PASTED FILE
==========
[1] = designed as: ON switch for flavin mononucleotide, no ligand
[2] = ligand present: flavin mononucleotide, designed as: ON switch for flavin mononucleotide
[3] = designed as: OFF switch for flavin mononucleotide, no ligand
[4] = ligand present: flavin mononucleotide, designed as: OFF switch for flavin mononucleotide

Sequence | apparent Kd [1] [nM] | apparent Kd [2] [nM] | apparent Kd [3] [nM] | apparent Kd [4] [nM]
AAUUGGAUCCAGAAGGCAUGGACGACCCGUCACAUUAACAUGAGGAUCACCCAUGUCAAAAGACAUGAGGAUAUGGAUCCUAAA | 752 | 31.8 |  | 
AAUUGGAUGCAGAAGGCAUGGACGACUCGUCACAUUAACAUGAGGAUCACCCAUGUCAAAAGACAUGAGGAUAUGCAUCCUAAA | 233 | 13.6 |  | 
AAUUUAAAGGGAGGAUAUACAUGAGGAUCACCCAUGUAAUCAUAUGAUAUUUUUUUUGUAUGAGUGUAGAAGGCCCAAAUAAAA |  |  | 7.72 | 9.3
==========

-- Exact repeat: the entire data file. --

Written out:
[1] = designed as: ON switch for flavin mononucleotide, no ligand
[2] = ligand present: flavin mononucleotide, designed as: ON switch for flavin mononucleotide
[3] = designed as: OFF switch for flavin mononucleotide, no ligand
[4] = ligand present: flavin mononucleotide, designed as: OFF switch for flavin mononucleotide

Sequence | apparent Kd [1] [nM] | apparent Kd [2] [nM] | apparent Kd [3] [nM] | apparent Kd [4] [nM]
AAUUGGAUCCAGAAGGCAUGGACGACCCGUCACAUUAACAUGAGGAUCACCCAUGUCAAAAGACAUGAGGAUAUGGAUCCUAAA | 752 | 31.8 |  | 
AAUUGGAUGCAGAAGGCAUGGACGACUCGUCACAUUAACAUGAGGAUCACCCAUGUCAAAAGACAUGAGGAUAUGCAUCCUAAA | 233 | 13.6 |  | 
AAUUUAAAGGGAGGAUAUACAUGAGGAUCACCCAUGUAAUCAUAUGAUAUUUUUUUUGUAUGAGUGUAGAAGGCCCAAAUAAAA |  |  | 7.72 | 9.3